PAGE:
Thursday, December 2

“When they gave me the diagnosis it was a shock, but I am not afraid”

Montserrat Alonso has the date of the June 23 in his memory. “That day was celebrated San Juan and we – she, her husband, Jacinto, and their 8-year-old daughter, Laura- we were spending a few days in Panxón, that’s why I remember well, “he says. A month before, She is 43 years old from Vigo she had noticed a lump in her chest, and she went to her GP. A week later he underwent a biopsy at the Breast Unit of the Meixoeiro hospital.

“Those days before the diagnosis I was calm, convinced that it was nothing, that these things only happen to others“, he assures. However, on the eve of the appointment to be given the results “I got a little nervous”, he confesses. But she went to the doctor alone, because she was not expecting what was about to happen, furthermore “that day Laura began her vacation and her father had to stay with her,” she recalls.

“I was calm, convinced that it was nothing, that these things only happen to others”

The nodule, about three centimeters, was malignant and it had to be treated, first with chemotherapy, then with surgery and ultimately with radiotherapy. Montse does not forget that moment: “The first thing I thought was: ‘the one who’s gotten involved!’, since I realized how much my life was going to change, however the doctor gave me a lot of peace of mind “, he clarifies. And it is that the quick attention (little more than two weeks since the lump was noticed), the explanation of how It was going to be the treatment, and, above all, the assessment of his doctor who assured him that the tumor “he was not critical at all”, reassured her and gave her strength to face that day, in which she not only had to digest the news, but also he had to inform his own of what was happening.

“My daughter doesn’t talk about it, but she worries and takes care of me”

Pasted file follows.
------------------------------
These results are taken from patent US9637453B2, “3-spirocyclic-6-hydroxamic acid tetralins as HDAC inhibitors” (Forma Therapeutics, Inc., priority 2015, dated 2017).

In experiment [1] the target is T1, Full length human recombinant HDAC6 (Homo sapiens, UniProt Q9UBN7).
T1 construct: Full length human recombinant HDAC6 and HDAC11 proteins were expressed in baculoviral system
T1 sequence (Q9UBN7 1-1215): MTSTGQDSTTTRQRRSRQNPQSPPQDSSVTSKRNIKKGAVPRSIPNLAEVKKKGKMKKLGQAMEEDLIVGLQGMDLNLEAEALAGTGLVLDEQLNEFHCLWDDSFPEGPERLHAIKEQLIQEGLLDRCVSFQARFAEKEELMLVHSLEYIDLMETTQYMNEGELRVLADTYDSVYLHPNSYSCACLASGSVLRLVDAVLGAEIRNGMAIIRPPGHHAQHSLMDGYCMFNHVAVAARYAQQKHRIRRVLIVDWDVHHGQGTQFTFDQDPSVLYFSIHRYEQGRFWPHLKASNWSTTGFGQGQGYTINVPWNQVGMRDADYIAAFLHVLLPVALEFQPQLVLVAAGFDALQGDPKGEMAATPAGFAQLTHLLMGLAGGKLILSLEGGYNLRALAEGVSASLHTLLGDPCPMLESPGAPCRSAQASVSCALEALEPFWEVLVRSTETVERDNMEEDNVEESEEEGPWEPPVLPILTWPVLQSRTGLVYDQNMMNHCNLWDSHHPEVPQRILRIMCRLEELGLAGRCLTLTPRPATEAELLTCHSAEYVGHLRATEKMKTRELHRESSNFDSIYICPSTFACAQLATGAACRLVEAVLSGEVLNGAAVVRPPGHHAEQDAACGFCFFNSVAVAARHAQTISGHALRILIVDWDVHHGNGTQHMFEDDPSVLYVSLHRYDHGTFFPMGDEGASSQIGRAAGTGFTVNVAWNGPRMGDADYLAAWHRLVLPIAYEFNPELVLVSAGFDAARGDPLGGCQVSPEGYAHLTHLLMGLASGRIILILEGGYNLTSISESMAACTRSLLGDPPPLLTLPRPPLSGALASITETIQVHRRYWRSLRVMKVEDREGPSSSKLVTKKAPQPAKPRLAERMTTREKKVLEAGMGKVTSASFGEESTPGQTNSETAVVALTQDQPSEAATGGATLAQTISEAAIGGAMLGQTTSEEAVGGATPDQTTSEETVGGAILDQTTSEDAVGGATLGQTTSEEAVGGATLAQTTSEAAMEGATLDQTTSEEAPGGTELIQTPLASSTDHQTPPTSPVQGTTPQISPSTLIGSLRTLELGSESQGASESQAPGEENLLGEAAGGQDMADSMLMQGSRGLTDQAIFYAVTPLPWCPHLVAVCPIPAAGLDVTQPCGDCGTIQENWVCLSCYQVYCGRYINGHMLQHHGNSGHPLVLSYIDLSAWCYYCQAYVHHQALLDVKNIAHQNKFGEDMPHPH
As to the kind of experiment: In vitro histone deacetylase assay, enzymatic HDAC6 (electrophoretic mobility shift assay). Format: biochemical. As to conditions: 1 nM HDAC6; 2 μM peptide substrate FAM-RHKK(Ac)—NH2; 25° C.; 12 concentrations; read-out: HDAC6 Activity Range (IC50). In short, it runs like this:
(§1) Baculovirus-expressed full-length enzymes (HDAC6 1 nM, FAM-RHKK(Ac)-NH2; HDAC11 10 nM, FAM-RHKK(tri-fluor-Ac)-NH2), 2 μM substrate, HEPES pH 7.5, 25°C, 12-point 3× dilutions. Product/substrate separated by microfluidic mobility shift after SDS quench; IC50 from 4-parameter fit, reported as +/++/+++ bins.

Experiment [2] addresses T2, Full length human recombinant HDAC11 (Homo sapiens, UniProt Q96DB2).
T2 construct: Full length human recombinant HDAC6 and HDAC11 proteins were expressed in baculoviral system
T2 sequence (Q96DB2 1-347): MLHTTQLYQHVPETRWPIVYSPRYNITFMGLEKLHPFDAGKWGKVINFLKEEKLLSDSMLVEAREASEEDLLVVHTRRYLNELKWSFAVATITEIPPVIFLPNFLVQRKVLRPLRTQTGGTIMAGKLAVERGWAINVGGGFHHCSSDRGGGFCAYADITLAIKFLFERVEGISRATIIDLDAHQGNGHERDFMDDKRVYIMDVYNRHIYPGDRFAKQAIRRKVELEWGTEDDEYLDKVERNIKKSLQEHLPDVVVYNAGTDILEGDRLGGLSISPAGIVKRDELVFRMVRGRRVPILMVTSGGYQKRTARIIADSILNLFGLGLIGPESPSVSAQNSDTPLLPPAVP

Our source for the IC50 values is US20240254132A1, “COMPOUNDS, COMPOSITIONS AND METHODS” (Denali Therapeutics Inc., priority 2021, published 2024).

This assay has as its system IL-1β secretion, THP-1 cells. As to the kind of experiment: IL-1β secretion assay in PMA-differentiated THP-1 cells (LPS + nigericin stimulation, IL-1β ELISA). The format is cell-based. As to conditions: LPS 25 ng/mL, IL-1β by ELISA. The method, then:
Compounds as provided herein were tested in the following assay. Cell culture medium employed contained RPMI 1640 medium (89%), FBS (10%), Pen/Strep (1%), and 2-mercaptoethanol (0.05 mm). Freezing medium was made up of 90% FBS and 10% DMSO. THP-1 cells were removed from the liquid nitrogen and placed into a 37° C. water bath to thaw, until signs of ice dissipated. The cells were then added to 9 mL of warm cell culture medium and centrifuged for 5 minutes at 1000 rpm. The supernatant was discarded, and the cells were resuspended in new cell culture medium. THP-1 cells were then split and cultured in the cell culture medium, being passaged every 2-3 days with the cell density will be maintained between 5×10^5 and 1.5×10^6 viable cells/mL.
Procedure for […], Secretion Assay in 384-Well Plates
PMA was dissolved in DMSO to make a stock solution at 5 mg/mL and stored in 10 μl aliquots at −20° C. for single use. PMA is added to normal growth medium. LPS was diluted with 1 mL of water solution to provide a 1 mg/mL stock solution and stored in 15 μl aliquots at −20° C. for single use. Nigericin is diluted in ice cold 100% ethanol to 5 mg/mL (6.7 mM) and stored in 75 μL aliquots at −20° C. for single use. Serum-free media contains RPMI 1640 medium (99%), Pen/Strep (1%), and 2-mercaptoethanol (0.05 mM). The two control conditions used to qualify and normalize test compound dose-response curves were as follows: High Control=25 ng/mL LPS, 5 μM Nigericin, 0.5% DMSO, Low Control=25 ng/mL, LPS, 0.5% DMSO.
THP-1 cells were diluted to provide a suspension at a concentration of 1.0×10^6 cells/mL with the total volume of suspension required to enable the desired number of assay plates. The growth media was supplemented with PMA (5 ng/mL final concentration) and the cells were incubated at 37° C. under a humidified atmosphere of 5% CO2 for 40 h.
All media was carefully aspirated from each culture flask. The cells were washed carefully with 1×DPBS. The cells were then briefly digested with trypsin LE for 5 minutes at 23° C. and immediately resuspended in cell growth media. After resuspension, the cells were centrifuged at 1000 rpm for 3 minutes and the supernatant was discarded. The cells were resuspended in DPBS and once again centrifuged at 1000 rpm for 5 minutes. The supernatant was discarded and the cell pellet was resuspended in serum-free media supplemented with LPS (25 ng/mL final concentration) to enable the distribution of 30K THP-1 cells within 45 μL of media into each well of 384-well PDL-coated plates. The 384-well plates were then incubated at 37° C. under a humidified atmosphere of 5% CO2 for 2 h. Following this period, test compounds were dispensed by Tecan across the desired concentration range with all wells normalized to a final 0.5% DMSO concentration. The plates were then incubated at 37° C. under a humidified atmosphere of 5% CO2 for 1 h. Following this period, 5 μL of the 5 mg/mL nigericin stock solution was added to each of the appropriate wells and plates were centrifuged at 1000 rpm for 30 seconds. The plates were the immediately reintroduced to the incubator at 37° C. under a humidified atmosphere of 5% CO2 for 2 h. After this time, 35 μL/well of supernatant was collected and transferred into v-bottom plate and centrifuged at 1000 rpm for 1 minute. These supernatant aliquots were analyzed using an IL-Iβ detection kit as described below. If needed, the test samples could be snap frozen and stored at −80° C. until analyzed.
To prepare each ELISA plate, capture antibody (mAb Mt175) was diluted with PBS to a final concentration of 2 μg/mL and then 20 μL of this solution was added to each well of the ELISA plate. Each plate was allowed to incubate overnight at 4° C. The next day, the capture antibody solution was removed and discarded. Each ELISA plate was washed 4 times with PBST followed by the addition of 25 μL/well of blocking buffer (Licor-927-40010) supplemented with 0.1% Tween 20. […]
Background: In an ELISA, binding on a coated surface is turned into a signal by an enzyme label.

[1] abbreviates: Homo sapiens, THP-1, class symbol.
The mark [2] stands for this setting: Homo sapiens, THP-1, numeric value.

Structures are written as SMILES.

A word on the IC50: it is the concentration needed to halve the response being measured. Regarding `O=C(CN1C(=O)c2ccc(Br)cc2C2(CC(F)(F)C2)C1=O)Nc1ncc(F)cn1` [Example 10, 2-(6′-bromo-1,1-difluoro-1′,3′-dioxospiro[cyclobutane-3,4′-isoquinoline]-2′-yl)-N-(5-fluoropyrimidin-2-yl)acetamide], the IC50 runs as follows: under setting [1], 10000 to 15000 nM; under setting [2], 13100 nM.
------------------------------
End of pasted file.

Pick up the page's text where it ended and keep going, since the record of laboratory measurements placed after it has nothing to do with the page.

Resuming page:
“Telling my mother was what worried me the most and also to my husband, who is very heartfelt “, remember. However, the reaction of his partner, whom he telephoned as soon as he left the hospital, was positive. Tito, who is called by those closest to him, was reassured by seeing her calm and also by the way in which she transferred everything that her doctor had told her.

Montse and her husband smile at life despite living with breast cancer. FV

It was time to talk to Laura, his daughter. “At no point did I consider not telling him. I had to tell him. Especially because of the side effects. He went to see things and could make movies that scared him“. The little girl was drawing in the living room when her mother told her.” I told her that they were going to give me a treatment and that was why I was going to be very tired; that my hair would fall out, so I asked her to go buy a turban together; and also that they would operate on my chest. She did not raise her head during the whole conversation, until I asked her to, “he recalls with some emotion.

Four months have passed since that conversation and Laura is very aware of her mother, “even though he doesn’t like to talk about it”, Montse assures. “Yes he understands, he tries to participate in things, he takes care of me, and I think he is doing well.” In any case, this woman from Vigo, who is not considered brave at all since “I simply try to do the best I can”, is calm, because “for Laura it is not being traumatic”.